Joining the wave of jurisdictions limiting the competitive restraints employers may place on low-wage employees is Maryland.  Maryland’s Noncompete and Conflict of Interest Clauses Act (the “Act”)―which passed without Governor Larry Hogan’s signature on May 28, 2019―will take effect on October 1, 2019. Recognizing that certain non-compete and conflict-of-interest clauses violate Maryland’s public policy and are therefore null and void, the Act prohibits employers from mandating that certain employees not join another employer or become self-employed in a same or similar business area. The covered employees are those who earn equal to or less than $15 per hour or $31,200 annually. This prohibition applies even if the parties entered into the employment agreement outside of Maryland and is not restricted to only post-employment actions.  That is, a qualified employee may work for a competitor even during the term of employment.
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The Attorneys General of ten states are investigating fast food franchisors for their alleged use of “no poach” provisions in their franchise agreements, according to a press release by the New Jersey Attorney General’s Office, and as reported by NPR.  In a July 9, 2018 letter, the Attorneys General for New Jersey, Massachusetts, California, Washington, D.C., Illinois, Maryland, Minnesota, New York, Oregon, Pennsylvania, and Rhode Island requested information from eight fast food companies about their alleged use of such provisions.  The letter states that the Attorneys General “have learned that certain franchise agreements used in our States and the District of Columbia . . . may contain provisions that impact some employees’ ability to obtain higher paying or more attractive positions with a different franchisee.”  In other words, the agreements purportedly prohibit one franchisee of a particular brand from hiring employees of another franchisee of the same brand.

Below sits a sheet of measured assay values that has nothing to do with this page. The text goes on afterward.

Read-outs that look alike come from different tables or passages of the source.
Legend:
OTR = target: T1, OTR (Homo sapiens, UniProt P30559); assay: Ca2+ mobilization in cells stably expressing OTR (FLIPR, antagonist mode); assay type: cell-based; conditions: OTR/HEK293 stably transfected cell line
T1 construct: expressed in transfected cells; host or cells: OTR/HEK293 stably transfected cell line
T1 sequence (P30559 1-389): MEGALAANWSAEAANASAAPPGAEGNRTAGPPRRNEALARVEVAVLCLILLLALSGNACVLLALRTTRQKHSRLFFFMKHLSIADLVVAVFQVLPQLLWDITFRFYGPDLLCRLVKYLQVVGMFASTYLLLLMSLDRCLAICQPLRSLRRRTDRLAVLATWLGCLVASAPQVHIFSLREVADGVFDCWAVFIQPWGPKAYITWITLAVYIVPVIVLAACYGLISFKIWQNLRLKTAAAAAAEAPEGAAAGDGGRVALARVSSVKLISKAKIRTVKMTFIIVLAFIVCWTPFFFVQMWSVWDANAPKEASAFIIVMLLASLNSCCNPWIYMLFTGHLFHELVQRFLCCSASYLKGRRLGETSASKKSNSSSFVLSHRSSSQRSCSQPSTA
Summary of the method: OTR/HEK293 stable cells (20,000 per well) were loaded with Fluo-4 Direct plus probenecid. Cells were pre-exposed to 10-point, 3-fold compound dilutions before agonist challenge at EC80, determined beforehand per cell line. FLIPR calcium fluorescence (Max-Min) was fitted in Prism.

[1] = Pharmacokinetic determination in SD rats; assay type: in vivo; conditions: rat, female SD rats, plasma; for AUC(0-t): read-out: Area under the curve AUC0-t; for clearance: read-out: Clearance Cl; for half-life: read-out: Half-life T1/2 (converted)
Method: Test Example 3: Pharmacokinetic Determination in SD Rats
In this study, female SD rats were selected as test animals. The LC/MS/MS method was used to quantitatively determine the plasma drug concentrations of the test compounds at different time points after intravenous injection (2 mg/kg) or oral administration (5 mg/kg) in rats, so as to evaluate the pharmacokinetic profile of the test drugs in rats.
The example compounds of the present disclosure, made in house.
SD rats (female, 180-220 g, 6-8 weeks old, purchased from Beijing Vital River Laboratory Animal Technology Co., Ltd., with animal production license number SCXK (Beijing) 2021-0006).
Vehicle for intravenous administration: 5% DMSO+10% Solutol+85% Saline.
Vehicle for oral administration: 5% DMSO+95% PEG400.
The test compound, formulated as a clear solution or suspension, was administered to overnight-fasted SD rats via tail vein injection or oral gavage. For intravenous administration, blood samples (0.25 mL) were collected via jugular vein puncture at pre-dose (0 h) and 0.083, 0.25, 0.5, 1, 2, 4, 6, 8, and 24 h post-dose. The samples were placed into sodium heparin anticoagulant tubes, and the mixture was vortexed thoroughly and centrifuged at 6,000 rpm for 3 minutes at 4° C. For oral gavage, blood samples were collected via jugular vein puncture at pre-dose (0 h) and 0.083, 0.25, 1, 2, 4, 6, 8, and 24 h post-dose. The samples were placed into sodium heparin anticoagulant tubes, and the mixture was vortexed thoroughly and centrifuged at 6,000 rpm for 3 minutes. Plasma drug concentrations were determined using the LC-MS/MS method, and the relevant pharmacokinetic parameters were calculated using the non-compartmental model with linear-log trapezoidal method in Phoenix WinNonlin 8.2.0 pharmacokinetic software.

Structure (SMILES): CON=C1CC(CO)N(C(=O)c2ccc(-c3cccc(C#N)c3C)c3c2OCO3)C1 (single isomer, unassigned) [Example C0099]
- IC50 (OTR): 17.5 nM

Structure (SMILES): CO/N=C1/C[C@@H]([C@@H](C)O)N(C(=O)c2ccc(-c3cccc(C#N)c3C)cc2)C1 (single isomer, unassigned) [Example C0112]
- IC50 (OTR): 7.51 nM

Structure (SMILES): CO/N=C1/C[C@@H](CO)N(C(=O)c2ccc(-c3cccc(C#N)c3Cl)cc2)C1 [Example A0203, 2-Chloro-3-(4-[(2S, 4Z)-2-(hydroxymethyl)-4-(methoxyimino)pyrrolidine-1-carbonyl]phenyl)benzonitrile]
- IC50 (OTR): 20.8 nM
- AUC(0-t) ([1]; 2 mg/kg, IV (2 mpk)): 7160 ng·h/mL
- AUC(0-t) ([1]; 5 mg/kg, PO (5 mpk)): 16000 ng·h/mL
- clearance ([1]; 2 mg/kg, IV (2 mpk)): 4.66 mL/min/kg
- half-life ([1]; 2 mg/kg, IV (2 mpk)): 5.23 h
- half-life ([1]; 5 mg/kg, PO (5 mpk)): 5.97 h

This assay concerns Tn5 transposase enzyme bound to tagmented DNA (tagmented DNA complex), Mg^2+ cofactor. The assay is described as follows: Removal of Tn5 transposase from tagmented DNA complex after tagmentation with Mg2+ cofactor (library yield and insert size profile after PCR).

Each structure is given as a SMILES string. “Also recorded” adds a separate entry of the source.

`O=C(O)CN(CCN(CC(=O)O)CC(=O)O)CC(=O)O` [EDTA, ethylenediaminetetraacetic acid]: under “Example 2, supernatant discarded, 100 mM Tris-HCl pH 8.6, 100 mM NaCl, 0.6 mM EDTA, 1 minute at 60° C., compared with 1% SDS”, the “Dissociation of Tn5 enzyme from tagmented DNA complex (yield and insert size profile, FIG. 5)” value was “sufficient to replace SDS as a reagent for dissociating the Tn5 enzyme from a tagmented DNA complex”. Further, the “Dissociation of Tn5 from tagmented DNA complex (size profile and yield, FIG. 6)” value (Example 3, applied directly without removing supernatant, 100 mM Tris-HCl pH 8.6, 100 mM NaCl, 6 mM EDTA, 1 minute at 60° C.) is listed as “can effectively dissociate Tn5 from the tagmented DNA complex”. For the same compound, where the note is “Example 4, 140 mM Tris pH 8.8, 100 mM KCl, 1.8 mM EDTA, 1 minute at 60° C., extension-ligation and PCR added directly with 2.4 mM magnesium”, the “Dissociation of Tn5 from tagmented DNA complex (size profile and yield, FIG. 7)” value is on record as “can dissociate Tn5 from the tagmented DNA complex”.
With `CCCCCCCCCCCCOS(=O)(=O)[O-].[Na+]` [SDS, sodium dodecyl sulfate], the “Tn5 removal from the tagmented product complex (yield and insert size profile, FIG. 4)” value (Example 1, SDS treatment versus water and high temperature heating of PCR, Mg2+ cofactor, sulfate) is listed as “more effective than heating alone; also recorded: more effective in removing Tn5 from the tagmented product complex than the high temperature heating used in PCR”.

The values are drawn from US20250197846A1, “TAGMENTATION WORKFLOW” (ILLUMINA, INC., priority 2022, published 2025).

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By Robert Milligan and Joshua Salinas

As part of our annual tradition, we are pleased to present our discussion of the top 10 developments/headlines in trade secret, computer fraud, and non-compete law for 2013. Please join us for our complimentary webinar on March 6, 2014, at 10:00 a.m. P.S.T., where we will discuss them in

On January 9th, the Maryland Senate introduced a bill which if passed would invalidate employee “noncompetition covenants” for former workers who applied for and obtained unemployment benefits. Senate Bill 51 is sponsored by Senator Ronald N. Young, Democrat, who just began his third year in the Maryland Senate. If enacted, the bill will take effect

By Jessica Mendelson and Grace Chuchla

On September 12, 2012, California Assembly Bill 1844 was enrolled and presented to Governor Brown. This bill is the counterpart to the Social Media Privacy Act (SB 1349), which was approved by the California State Senate in August 2012. AB 1844 is the work of Assemblywoman Nora Campos (D-San

           Delaware Court of Chancery Vice Chancellor J. Travis Laster, faced with an unreasonable non-compete/non-solicitation agreement, indicated that he would have preferred to hold it invalid but said that he had no choice other than to modify its terms because its Maryland choice-of-law provision requires judicial “blue penciling.” He did enjoin the ex-employee from using his ex-employer’s